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RE: Deeply, deeply flawed report and analysis George Kirikos

  • To: <competition-pricing-prelim@xxxxxxxxx>
  • Subject: RE: Deeply, deeply flawed report and analysis George Kirikos
  • From: "Charles Christopher" <charles@xxxxxxxxx>
  • Date: Mon, 30 Mar 2009 23:23:58 -0400

I'd like to extend some of George's comments.

Verisign's attempt at Sitefinder is another great example of the ignorance of 
this report, as well as the subcontracted wilding carding of the .CM registry.

George lists a number of domains and their "secondary market" sales prices. But 
this masks *WHY* those prices are what they are.

Simply put, if Versign could raise it's renewal fees to $10 million per year it 
would ... And the the entire worlds traffic, and it's monitization, would be 
purely Versign's. The result would not be lawsuits, it would be the end of 
ICANN as coperations got together and split the root, as I-DNS is doing now 
with IDN TLDs, and as NEW.NET did (I was on AT&T at the time who had entered 
the NEW.NET into the AT&T DNS so no plugins were required).

For those who read this and think I'm nuts, let me also remaind you of 
Microsoft, and the largest ISPs of today, and how they are doing all they can 
to rid the registries of as many registrations as they can ... So that 
Microsoft's Internet Explorer can capture the query, and send it to Microsoft's 
backend for monitizing, and ISP's do the same thing on what they consider 
"their private network".

Why is it that Microsoft, and ISP, so shamelessly *MONITIZE* the very domains 
that they used the legal system to eliminate from the registry? And used 
minitization as the basis of the legal case ... Why is this conflict of 
interest allways missing for these "official reports"? Perhaps it has to do 
with the authors having no first hand knowledge of the industry of which they 
are about to change? .... The conflict of interest that they somehow see as 

So I still sound nuts? Well what would larger firms think if Versign "just" 
raised renewals to say $1000 per year, or perhaps $10,000 per year? To the 
largest firms these feess would mean *NOTHING*. However to the small companys, 
for which the intenet allows individuals to *UNIQUELY* compete with the largest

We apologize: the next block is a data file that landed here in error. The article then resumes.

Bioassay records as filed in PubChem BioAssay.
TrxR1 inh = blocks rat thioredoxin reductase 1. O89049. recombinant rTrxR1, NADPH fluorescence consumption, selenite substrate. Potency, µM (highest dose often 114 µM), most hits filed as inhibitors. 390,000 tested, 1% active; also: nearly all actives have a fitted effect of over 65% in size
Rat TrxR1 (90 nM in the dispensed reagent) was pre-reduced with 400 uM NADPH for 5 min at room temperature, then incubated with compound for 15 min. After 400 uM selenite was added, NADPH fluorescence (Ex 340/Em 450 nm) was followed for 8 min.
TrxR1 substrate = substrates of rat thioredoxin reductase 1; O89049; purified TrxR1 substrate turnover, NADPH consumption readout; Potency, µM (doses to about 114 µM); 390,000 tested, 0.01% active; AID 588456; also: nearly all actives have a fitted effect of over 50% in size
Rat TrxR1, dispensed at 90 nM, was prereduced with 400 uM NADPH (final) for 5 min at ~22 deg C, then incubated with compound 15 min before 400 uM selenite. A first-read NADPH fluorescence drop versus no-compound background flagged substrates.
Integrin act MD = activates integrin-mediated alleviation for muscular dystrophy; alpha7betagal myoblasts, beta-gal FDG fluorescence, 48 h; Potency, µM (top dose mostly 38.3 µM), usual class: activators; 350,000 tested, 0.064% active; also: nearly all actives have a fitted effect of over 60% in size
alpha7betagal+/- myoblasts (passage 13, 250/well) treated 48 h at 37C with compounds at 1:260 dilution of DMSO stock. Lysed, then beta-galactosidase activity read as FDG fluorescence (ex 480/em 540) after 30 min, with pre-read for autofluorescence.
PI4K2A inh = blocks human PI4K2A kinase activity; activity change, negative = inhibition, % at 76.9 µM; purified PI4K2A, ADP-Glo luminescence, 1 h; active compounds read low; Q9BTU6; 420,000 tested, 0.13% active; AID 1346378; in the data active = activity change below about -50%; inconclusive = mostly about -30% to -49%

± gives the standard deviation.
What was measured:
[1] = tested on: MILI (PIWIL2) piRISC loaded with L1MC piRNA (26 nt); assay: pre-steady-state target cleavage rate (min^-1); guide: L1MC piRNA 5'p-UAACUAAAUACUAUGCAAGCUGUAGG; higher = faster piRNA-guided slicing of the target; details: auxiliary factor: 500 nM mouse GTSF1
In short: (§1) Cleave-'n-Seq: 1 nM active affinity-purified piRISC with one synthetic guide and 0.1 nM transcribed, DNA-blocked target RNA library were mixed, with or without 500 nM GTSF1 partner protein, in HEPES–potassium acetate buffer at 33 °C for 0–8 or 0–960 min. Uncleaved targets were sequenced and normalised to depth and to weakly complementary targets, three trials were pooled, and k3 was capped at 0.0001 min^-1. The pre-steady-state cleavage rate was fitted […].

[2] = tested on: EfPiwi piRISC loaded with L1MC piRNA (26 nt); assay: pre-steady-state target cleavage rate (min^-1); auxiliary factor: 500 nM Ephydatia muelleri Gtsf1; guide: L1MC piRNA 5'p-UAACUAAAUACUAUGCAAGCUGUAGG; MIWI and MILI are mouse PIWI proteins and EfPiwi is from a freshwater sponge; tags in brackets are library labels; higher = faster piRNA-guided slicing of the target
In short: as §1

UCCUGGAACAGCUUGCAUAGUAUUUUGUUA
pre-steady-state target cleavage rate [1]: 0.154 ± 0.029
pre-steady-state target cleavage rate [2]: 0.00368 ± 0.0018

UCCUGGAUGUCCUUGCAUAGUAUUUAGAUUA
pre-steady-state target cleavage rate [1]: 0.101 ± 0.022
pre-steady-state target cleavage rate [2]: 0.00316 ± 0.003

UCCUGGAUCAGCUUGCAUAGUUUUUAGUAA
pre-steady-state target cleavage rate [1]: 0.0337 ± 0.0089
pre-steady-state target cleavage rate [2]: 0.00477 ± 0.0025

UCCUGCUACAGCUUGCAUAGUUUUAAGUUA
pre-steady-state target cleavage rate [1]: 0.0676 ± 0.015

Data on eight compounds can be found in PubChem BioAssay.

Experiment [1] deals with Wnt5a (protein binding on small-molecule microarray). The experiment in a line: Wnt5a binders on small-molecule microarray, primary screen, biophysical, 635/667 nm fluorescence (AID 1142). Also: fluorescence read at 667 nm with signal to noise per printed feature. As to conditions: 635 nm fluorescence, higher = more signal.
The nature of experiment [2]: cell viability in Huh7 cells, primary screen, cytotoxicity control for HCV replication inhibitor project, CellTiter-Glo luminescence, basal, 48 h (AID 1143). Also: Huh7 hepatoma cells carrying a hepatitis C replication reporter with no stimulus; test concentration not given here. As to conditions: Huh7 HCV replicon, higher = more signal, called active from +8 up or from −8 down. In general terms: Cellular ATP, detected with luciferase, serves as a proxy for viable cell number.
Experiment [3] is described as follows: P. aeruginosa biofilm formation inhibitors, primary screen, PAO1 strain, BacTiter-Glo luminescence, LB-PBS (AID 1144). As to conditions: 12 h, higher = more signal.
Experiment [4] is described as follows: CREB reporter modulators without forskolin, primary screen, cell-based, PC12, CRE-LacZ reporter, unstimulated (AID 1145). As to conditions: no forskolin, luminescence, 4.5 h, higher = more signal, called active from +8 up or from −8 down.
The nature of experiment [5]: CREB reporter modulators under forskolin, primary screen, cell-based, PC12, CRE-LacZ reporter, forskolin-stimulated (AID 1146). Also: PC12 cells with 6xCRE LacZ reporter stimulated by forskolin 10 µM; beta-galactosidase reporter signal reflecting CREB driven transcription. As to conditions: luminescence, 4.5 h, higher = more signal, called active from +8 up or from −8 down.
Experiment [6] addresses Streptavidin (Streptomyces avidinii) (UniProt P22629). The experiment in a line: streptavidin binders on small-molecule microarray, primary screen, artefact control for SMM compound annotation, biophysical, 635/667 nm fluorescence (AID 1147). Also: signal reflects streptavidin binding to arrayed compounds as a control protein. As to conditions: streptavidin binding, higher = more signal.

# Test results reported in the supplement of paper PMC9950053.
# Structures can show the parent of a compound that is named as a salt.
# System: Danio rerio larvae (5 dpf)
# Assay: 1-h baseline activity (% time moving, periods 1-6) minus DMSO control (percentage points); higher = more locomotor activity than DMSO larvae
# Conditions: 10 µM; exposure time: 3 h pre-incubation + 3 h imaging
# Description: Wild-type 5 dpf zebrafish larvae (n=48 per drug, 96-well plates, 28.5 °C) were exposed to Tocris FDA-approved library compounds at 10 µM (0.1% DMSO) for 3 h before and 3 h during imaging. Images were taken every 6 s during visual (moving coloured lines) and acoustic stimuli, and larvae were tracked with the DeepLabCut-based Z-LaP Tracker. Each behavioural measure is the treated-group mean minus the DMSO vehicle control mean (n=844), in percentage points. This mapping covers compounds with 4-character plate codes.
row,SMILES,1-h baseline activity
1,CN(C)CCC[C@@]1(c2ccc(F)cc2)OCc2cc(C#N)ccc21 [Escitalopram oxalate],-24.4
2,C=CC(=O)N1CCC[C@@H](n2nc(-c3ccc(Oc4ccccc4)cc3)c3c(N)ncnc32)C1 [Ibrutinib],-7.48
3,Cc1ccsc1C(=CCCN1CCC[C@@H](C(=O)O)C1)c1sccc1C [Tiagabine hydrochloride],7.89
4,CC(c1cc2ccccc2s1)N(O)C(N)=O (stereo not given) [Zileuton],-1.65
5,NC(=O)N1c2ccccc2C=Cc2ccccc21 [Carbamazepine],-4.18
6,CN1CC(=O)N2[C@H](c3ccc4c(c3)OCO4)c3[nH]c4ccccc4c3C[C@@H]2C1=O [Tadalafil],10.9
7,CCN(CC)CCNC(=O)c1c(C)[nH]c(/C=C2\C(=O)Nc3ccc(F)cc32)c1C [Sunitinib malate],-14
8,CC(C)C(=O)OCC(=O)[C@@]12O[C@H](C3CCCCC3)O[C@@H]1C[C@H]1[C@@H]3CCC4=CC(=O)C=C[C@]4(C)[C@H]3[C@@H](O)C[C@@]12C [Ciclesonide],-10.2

firms, they'd be out of business. The large firms would likely pat Verisign on 
the back for ridding them of the competition and would have no issue with 
Versign monitizing those small companies *YEARS OF WORK DEVELOPING THE .COM 
TLD" ... And thus the .COM brand benefits they thus gain.

Upon startup registries need registrant to build their brand. However once the 
traffic is there via "hard coded links" througout the internet, the work of 
those registrats can easily be stolen and montized by the registry.

This is no different than a farmer with no land rights being killed off after 
he has put in his own hard word to create a productive farm. The idea that this 
farmer "has competitive options" is offensive in the report, the idea that the 
current root administration continually ignores that "farmer's" contribution 
*IS* the problem - And the registries are ready to laugh to the bank if this 
current analysis is the basis for the internet's future.

To be clear, unlike many of my peers, I have no problem with expansion of the 
ROOT. I see large companies having their brand at the ROOT as the perfect 
solution to their trademark issues as consumers "unlearn" looking for brands 
under Versign's .COM brand. Of course removing these brand from being "under" 
.COM means those brand owners *WILL* go after Microsoft for using IE to 
monitize "their" brand's typo's and otherwise unzoned domains, as well as the 
ISP who do the same with wildcarding. As I started to suggest above, if ICANN 
does not expand the TLDs, private industry will and leave ICANN totally 
meaningless - Now *THAT* is competition .... Today's ROOT is nothing more that 
13 values that ISP's reflexively use in their DNS servers, and those values 
take seconds to change ... And cooperation of organizations is how the internet 
got started and how the ROOT worked before ICANN existed ....

But make no mistake, if tiered pricing is allowed, and no pricing limits are in 
place, the registries *WILL* use this to eventually become preditory over THERE 
allready seen Neulevel take this step in demanding the ability to tier their 
prices if the new TLDs are allowed to do so. In my opinion, all the facts are 
their for those who are looking .... And actually having a portfolio of domains 
helps one understanding as well, and recognize that the internet is still 
growing right now while other indistries are failing ... Because the internet 
is now rewriting the economics books .....

Charles Christopher

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